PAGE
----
“As I prepare my heart and mind for returning to work I can’t but wonder how my life would be with an infant. I forgot to unsubscribe to Baby Center, and they sent me an email reminder that the baby I thought I would be holding in my arms is no longer here. Will I be strong enough? Can I handle the pressure and stress of work? Will people treat me differently? How will I feel? These are some of the thoughts that go through my mind when I think about returning for work. I’ve loathed in self-pity, blamed myself for everything that I did and did not do right, and cried every day. Now that I have to go back to work will I have a break down and cry all day?”
Grief is the natural response to any loss. The exert above is a personal journey entry as I prepared to return to work after the death of my newborn son at birth. I grieved over my baby boy for 8 weeks before returning to work. My body was physically healed from the emergency caesarean, but my spirit and mind were not. The loss of a child is arguably the most intense loss of life and people rarely know how to respond to this. Whether you have experienced a miscarriage, stillbirth or the death of a child or infant, returning to work while you are still grieving is difficult. As a fellow Sister in Loss here’s my advice on how best to go about it.
1. Unsubscribe to parenting websites and apps
Nothing like a push notification to remind you of your grief. As you prepare your heart and mind, delete all pregnancy apps and unsubscribe from parenting websites. This will save you the anxiety of being reminded of your loss when you’re least expecting it.
2. Therapy is key
The Employee Assistance Program (or EAP) through your employer’s insurance is a great resource and will help direct you to therapists in your network. Mental health carries a significant stigma in the African American community, as many do not think therapy is a valid way to deal with trauma. For me, it helped me to see the light during my darkest moments, and the biggest thing I learned was how to respond to other people around me as I prepared to go back to work. If you are seeking someone who understands the mental health stigma in the black community, Therapy for Black Girls is a podcast/database worth checking out.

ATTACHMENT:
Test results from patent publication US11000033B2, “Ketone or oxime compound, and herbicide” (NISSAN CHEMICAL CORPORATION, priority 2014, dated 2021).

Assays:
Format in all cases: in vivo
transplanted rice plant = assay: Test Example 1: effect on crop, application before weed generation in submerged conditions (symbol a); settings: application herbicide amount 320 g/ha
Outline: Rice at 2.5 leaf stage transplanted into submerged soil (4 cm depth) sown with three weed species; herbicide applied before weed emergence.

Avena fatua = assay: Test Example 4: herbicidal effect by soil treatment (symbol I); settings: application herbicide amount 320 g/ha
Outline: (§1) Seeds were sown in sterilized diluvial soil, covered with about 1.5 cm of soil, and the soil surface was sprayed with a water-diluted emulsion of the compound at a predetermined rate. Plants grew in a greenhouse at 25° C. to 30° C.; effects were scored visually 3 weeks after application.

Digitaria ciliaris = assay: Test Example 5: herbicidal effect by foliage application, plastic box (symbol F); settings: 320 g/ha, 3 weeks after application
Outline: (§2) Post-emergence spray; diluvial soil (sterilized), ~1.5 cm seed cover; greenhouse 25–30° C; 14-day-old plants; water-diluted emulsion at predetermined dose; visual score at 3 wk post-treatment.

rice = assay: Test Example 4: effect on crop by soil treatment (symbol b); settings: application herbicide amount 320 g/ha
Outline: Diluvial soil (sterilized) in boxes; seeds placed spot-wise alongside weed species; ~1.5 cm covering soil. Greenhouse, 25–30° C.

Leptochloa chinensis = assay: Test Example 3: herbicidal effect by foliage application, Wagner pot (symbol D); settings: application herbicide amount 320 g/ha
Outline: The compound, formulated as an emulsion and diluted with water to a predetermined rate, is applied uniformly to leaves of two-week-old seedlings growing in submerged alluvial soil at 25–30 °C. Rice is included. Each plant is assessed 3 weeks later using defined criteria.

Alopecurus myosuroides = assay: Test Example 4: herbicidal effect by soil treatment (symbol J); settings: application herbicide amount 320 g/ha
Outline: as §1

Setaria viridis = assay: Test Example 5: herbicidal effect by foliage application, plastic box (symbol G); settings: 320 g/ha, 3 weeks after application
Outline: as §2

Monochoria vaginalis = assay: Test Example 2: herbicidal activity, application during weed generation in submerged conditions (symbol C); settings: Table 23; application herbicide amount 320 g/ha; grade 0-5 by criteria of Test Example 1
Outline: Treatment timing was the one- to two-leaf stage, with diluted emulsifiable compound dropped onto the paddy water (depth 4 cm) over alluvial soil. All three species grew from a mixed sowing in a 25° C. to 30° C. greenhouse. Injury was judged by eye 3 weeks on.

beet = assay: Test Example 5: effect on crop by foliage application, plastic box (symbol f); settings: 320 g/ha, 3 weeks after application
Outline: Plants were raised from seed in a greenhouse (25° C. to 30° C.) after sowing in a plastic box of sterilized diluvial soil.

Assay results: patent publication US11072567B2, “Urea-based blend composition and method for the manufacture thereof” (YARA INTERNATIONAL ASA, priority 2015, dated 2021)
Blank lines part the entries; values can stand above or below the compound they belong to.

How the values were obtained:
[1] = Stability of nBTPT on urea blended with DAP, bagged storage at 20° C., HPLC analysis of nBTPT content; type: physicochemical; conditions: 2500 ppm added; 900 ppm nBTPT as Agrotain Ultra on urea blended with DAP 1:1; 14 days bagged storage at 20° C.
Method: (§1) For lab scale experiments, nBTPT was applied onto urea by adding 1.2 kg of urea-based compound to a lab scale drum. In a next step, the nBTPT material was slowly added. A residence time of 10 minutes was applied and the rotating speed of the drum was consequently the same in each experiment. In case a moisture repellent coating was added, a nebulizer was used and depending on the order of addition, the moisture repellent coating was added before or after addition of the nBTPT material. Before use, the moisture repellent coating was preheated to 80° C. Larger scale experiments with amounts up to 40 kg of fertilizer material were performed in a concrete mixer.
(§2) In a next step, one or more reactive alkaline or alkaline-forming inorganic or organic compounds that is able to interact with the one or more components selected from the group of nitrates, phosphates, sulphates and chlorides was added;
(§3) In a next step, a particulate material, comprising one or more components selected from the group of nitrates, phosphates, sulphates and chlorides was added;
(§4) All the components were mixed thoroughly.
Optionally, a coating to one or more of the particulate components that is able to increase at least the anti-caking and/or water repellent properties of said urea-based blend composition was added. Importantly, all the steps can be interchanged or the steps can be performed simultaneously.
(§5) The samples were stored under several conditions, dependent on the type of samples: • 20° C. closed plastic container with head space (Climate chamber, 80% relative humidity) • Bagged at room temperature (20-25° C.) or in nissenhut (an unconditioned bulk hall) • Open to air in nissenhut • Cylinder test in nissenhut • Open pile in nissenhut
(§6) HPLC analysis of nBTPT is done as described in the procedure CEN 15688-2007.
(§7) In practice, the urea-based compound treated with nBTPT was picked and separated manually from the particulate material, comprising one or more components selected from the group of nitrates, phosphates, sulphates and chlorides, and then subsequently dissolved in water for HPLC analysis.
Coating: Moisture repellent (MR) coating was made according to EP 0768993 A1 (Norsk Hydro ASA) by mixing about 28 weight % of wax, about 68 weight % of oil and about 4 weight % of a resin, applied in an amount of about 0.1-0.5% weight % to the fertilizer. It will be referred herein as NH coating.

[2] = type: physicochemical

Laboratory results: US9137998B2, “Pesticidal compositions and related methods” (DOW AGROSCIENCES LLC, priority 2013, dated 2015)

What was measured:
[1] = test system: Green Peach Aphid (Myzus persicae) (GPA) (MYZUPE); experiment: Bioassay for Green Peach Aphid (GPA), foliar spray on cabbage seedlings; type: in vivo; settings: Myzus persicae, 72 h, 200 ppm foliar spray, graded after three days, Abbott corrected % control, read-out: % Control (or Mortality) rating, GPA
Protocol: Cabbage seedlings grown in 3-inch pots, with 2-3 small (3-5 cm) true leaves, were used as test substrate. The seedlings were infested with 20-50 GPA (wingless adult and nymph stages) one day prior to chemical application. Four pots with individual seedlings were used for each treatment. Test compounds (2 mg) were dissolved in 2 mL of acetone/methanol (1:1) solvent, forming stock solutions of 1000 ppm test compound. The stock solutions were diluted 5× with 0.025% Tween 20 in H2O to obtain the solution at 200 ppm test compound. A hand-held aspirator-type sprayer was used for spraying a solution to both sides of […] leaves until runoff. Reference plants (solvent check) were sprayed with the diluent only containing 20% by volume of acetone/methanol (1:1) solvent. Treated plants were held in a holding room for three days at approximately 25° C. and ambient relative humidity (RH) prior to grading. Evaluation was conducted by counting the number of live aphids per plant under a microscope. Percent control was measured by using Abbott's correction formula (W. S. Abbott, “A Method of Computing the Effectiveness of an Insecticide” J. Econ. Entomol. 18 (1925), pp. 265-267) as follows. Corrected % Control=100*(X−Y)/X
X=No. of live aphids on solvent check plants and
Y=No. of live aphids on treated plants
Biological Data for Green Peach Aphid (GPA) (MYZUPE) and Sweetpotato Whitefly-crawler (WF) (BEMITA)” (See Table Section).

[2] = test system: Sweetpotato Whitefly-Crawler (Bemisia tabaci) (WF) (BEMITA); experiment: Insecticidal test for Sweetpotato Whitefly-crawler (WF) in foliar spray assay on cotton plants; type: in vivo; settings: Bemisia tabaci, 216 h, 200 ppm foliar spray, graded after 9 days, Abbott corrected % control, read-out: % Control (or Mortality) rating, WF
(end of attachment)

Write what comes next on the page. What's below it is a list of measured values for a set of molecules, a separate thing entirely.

3. Take it slow
Taking time to grieve is easier said than done. Please remember you are not the same person as before (how could you be after such a traumatic experience!) You may have left work visibly pregnant or perhaps your coworkers weren’t aware you were expecting. Whatever your situation, take the time you need and transition back into work slowly. Your supervisor and job may let you work part-time for a period or let you work from home as you learn to navigate your new normal.
4. Ask for help
It’s important to seek support from your coworkers and friends (not just your boss.) Tell your supervisor or manager about your recent experience and ask them for grace during this time. Look for counsel in a friend or trusted coworker whenever you are feeling down and need someone to talk to. Do not suppress your feelings of grief at work! If you have to cry, go into the restroom. Then, come back out when you’re ready to tackle the day.
5. Forgive people for their responses
The hardest part about coming back to work after your miscarriage or infant loss is dealing with those people who did not know about your pregnancy until now. And often, they won’t know the “proper” words to say to console you – they are just trying to do their best to make conversation and for it to not feel awkward. Therapy taught me to let those not-so-comforting” responses such as, “heaven gained another angel,” or, “God is going to bless you with two more,” to roll off my shoulders. If your coworkers admit they don’t know what to say to you, just tell them you want to hear your babies name or simply listen to you talk about your experience. Sometimes this can be all you need to bring you comfort during those first few days and weeks back at work.
Please make sure when you do go back to work you are honest with yourself. If you are still grieving and mourning, recognise those feelings and where you are at with your journey. You have to be able to tackle those feelings of grief head-on so that your grief won’t hinder you from doing what you are paid to do.
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